Sunday, October 7, 2018
A Reflection on Mark 10:15-16, N.A.B.
By: Larry T. Smith
Who is in heaven, or who do we hope is in heaven, and how can we get there? A friend of mine still grieves deeply over the death of her son, her only child, who was tragically killed in an automobile accident a few years ago. In a dream she saw her son and Jesus in heaven riding magnificent rainbow-colored horses laughing and smiling having a great time. So, she is convinced that her son is in heaven. But, is he in heaven? Maybe, I don’t know. And how often have we heard someone speaking from the depths of their grief and misery at the loss of a loved one, proclaim: I know that he / she is in a better place. When one of our loved ones dies, it gives us comfort to believe that they are in heaven waiting for the final bodily resurrection. But, are they? Maybe, we hope so.
Still yet, the question remains: who is in heaven? We might focus our attention on verses 15 and 16 of Mark’s Gospel reading for this Sunday for the answer:
Blessing of the Children. 13 And people were bringing children to him that he might touch them, but the disciples rebuked them. 14 When Jesus saw this he became indignant and said to them, “Let the children come to me; do not prevent them, for the kingdom of God belongs to such as these. 15 Amen, I say to you, whoever does not accept the kingdom of God like a child will not enter it.” 16 Then he embraced them and blessed them, placing his hands on them.
Do any of the other Gospels repeat this theme? Yes, the author of Matthew’s Gospel writes:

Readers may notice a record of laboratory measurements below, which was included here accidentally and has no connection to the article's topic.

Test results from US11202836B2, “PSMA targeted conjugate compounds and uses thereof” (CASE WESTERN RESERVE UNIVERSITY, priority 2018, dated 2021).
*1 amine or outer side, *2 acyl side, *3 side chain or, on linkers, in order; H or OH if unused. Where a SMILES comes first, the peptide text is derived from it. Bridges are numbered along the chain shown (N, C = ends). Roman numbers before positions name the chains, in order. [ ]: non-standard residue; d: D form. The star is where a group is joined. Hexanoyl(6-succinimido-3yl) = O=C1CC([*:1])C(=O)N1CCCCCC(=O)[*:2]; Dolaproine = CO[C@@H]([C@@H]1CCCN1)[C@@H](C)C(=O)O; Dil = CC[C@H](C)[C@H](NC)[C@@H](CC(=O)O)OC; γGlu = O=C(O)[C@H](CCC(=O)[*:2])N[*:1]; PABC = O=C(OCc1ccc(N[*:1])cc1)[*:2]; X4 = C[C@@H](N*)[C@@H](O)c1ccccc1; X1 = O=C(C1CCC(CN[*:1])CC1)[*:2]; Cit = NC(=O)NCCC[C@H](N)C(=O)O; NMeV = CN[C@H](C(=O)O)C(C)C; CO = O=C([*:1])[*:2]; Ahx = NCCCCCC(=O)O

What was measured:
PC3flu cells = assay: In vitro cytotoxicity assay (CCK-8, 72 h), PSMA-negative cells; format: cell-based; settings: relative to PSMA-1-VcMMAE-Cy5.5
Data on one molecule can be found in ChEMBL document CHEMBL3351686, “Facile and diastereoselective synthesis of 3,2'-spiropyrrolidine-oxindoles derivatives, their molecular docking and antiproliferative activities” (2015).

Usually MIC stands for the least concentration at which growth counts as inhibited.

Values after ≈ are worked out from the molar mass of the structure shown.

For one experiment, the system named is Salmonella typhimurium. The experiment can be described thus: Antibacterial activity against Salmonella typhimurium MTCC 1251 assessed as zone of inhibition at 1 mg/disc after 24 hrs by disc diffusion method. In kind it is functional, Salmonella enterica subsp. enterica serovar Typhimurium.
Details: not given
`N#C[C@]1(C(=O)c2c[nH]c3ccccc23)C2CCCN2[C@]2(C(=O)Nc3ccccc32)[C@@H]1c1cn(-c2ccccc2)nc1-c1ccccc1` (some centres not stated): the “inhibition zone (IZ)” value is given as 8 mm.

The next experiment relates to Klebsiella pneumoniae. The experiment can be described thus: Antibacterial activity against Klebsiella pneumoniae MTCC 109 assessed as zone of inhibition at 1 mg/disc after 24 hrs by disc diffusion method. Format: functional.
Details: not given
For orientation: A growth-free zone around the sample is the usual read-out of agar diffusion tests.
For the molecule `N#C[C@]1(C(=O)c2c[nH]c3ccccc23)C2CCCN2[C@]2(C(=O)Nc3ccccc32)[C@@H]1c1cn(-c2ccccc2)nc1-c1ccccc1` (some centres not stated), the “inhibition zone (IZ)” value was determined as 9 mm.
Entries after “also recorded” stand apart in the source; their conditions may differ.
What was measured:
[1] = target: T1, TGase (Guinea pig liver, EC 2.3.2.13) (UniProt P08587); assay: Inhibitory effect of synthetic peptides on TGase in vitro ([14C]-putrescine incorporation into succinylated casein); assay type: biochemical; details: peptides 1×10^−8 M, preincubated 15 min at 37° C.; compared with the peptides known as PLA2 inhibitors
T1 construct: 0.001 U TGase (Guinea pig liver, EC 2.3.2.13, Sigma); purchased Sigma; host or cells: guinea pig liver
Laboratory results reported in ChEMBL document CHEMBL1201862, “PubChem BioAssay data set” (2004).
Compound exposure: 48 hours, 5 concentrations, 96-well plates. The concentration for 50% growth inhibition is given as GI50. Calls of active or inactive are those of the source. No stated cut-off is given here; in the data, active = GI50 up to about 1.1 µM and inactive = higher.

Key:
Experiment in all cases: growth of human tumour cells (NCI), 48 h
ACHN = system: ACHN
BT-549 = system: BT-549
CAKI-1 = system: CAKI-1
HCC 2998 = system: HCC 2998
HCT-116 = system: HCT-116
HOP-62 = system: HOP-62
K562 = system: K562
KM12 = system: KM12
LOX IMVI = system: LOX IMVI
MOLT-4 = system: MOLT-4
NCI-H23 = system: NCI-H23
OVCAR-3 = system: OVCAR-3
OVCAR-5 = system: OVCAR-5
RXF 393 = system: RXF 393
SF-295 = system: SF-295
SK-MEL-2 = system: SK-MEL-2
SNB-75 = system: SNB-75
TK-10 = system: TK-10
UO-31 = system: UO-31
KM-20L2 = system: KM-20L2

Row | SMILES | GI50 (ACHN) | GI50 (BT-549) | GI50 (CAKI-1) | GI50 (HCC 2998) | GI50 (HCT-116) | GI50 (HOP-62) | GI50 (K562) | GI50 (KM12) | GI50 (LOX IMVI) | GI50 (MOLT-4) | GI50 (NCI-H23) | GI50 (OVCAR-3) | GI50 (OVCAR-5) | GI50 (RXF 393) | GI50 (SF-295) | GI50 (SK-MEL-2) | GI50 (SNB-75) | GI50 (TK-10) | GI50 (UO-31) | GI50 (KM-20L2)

Matthew 18:2-3: 2 He called a child over, placed it in their midst, 3 and said, “Amen, I say to you, unless you turn and become like children, you will not enter the kingdom of heaven.
Similarly, the author of Luke’s Gospel writes:
Luke 18:16-17: 16 Jesus, however, called the children to himself and said, “Let the children come to me and do not prevent them; for the kingdom of God belongs to such as these. 17 Amen, I say to you, whoever does not accept the kingdom of God like a child will not enter it.”
In all three gospels Jesus tells us who is in heaven: it is those of us who accept God’s loving gift of salvation as a grace, a free-will gift from God, and who trust Him implicitly. Jesus tells us to use little children as our model because of a child’s complete dependence on and trust in its parents. But, what did He mean by that?
Last year I watched my two-year old granddaughter taste chocolate ice cream for the very first time. As the very first half-spoon of the dark brown frozen concoction settled on her tongue there was a look of wonder on her little face; then the look of wonder changed smoothly into wide-eyed amazement as her taste buds enveloped it, finally her shiny little face broke into a wide open smile and her arms flew open in greedy, yet joyful anticipation of the next spoonful. Her loving mother patiently fed her one spoonful after another. When the ice-cream was finally gone my granddaughter flashed her mother an unforgettable look of love and gratitude.
First, Jesus tells us that heaven is inhabited by those who accept God’s gift of salvation with amazement and joy. Then, He tells us to have complete trust in God the Father who will lovingly nourish us with spoonful by spoonful of that which is necessary for our salvation; it is a gift that we didn’t earn or merit. My granddaughter was completely dependent on the love of her mother for the next spoonful of chocolate ice-cream; there was nothing that she could have done to earn or merit it.
Who is in heaven? It has always been those among all of humanity who have had the same loving, trustful dependence on God that little children have for their parents, and who follow His path to salvation.